"Looking at other markets, we find entertainment coupled with local culture as the key reason for people to go to these destinations," says Dileep Mudadeniya, Managing Director, SriLanka Tourism Promotion Bureau.
"So the Hikkaduwa beach festival is one step in a long journey to get the youth market back to Sri Lanka."
Officials say there is a booming global youth market of 20 to 30-year-olds and India and China are also emerging in to the field, with growing economic affluence. But Sri Lanka has been losing out so far.
"There was the idea that the youth market is not lucrative, they don't spend," says Mudadeniya.
"But now we call them flashpackers. They like to flash their money - to spend."It's an emerging market, especially Indians who have high disposable income. We have lost this market.
"Sri Lanka has rarely catered to the needs of this age group with little or nothing happening in the way of entertainment," says Mudadeniya.
Officials say at a time when high fuel prices are making long-haul flights expensive, attracting visitors from short haul destinations makes better economic sense.
The country's prime attractions – at least the actively promoted ones - are its archeological sites and cultural pageants.
The cultural pageants are strictly religious and allow no revelry among guests and onlookers unlike in some other countries.
Sri Lanka is also famous for its beaches, but with the ethnic conflict, the more beautiful ones, such as Nilaweli and Arugam bay in the east, have become no-go zones.
This leaves the southern coast with Hikkaduwa being one of the key spots.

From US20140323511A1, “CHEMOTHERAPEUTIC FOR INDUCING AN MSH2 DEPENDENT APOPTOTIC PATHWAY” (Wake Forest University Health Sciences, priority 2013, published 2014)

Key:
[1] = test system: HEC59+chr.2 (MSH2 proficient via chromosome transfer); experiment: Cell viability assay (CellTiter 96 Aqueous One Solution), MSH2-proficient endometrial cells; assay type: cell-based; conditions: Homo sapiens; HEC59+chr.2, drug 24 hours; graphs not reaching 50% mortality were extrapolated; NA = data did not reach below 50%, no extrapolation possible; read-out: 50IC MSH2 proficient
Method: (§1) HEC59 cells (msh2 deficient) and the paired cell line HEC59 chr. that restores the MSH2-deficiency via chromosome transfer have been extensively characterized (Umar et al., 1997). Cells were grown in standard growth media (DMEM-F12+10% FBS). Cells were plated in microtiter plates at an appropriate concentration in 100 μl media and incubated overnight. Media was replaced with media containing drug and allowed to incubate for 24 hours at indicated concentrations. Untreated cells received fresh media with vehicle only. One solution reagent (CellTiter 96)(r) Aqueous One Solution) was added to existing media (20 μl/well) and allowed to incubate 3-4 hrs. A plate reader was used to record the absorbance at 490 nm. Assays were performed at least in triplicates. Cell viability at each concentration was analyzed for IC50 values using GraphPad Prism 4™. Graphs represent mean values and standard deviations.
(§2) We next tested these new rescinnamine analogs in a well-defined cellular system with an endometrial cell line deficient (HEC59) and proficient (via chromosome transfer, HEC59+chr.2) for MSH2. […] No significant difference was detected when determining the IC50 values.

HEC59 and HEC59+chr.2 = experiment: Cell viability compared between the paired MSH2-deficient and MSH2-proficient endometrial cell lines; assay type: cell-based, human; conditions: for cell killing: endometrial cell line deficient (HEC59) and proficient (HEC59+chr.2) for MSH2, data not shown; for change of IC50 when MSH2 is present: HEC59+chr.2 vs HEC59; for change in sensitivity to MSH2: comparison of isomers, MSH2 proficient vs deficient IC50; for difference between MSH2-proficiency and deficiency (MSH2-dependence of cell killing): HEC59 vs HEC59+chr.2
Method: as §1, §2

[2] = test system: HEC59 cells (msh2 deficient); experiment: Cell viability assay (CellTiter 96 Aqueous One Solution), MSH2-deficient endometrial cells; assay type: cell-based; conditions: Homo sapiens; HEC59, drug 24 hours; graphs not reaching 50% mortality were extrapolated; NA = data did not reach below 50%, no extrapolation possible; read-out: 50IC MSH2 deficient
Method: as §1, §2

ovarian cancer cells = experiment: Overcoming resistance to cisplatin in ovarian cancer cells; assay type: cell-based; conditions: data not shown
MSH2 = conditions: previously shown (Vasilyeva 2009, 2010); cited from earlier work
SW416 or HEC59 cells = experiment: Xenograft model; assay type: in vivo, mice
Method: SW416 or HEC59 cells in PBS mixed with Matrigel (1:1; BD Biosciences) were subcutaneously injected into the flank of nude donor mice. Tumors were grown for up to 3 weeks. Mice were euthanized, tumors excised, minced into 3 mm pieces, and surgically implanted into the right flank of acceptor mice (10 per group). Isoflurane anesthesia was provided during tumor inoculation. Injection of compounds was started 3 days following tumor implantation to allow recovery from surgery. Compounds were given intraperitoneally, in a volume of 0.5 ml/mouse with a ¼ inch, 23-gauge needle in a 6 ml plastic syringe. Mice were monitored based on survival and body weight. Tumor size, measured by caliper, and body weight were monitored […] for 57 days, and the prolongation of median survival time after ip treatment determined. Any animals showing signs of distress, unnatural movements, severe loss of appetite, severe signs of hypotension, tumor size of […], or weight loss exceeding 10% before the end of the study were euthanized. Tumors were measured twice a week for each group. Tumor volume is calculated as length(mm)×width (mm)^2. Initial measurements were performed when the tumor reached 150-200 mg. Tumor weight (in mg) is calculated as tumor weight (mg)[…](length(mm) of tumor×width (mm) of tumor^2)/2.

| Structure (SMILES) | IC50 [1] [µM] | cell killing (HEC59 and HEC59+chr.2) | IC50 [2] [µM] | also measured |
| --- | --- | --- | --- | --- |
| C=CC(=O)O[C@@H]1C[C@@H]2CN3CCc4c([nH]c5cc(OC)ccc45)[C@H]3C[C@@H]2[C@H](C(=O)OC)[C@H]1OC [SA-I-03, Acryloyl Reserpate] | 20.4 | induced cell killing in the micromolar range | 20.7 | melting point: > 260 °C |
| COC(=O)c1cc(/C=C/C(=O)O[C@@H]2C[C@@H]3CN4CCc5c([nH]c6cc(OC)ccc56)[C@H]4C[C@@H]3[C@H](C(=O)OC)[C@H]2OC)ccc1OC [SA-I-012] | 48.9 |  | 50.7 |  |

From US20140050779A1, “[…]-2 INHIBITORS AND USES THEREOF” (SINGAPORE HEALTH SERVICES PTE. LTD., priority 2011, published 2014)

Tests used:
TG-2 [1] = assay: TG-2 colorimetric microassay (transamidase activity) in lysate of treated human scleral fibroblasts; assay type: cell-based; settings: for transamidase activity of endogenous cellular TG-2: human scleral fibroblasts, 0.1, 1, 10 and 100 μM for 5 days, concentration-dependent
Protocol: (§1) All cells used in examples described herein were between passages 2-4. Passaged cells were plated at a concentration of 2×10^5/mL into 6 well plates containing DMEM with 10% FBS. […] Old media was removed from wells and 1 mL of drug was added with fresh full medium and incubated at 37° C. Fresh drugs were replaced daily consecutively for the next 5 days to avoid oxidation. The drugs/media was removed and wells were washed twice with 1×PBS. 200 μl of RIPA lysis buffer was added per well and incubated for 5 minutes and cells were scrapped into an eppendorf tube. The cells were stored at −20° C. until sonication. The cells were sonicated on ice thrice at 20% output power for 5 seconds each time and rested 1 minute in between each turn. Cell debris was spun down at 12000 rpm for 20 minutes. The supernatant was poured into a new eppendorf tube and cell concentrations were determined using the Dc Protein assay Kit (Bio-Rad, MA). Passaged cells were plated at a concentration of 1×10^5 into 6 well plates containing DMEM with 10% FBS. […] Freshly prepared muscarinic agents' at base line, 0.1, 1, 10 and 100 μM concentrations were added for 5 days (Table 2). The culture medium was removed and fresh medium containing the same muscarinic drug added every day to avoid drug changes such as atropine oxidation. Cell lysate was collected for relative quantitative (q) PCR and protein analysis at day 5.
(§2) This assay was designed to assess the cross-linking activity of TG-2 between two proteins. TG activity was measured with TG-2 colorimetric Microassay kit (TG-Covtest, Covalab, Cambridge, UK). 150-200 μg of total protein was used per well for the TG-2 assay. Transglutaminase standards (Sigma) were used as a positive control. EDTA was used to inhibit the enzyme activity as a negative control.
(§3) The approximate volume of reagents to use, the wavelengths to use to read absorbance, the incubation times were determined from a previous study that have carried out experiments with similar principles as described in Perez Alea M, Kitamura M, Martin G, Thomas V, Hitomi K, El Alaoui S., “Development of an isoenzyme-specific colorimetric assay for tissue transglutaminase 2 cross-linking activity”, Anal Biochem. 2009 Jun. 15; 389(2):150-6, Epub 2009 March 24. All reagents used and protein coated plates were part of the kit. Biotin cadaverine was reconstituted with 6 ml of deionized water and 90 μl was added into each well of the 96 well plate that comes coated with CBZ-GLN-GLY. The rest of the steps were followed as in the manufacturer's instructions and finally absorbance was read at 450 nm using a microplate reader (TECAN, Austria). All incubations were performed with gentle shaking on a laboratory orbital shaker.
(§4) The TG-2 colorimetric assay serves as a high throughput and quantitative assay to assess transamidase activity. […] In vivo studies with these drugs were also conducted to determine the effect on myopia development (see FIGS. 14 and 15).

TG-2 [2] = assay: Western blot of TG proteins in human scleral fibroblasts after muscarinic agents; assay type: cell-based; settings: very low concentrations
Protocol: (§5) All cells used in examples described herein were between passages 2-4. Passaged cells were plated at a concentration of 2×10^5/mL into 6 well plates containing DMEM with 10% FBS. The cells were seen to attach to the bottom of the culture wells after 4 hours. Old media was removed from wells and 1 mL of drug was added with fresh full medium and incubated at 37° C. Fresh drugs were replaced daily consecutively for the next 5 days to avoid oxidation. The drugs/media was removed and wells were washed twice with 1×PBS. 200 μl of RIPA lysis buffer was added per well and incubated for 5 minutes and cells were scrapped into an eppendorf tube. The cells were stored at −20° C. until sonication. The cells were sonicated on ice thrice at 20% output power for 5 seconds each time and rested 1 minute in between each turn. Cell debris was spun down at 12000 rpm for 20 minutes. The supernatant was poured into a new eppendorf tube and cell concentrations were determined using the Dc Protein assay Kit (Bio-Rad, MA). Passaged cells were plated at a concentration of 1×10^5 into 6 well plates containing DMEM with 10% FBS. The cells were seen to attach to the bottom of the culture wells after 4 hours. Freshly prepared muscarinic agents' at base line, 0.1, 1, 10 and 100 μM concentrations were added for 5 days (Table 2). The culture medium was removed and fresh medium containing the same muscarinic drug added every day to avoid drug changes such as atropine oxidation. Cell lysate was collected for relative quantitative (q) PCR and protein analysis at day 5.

Chairman of Sri Lanka Tourism Renton de Alwis says Hikkaduwa peaked in the 1960s. The 1960s was a time of change when post-second World War baby boomers revolutionized the culture of the western world.
The beach festival, however, hopes to re-engineer Hikkaduwa's image.
"Through events like this, Hikkaduwa can get rejuvenated and people will again begin to look back at Hikkaduwa," says de Alwis.
"We believe that Hikkaduwa will need a re-engineering of a sort, as a destination.
"This year we are looking at the festival as a take-off. More importantly Hikkaduwa will be getting a flavor as the carnival in Rio."
Hikkaduwa is already geared for the youth market, with local revelers going there from the capital on weekends in addition to a steady stream of foreign visitors.
A beach carnival last year had attracted mostly Sri Lankan youth. Foreign visitors had made up about 20 percent of the total.
This year the Tourist promotion office hopes to double foreign visitors to 40 percent.
Mudadeniya says most places in Hikkaduwa are already full. Hotels from Galle to Bentota up and down the coast are also expected to fill up, during a usually dull-period in a country where hotels fill up only during the European winter season.
The festival may generate about 16,000 room nights in all.
The tourist promotion office has launched a website, www.srilanka.travel/hikkaduwa for visitors to get more information.
Artistes and DJs from India, United States, Europe and UK will join popular Sri Lankan performers, giving the beach festival a mix of cultures across continents.
Bikram Jith Singh, a renowned flutist from India, Glamslam girls from UK, and international DJs such as Micheal Parsberg of Denmark and Lisa Littlewood of Scotland will be in action in Hikkaduwa next week.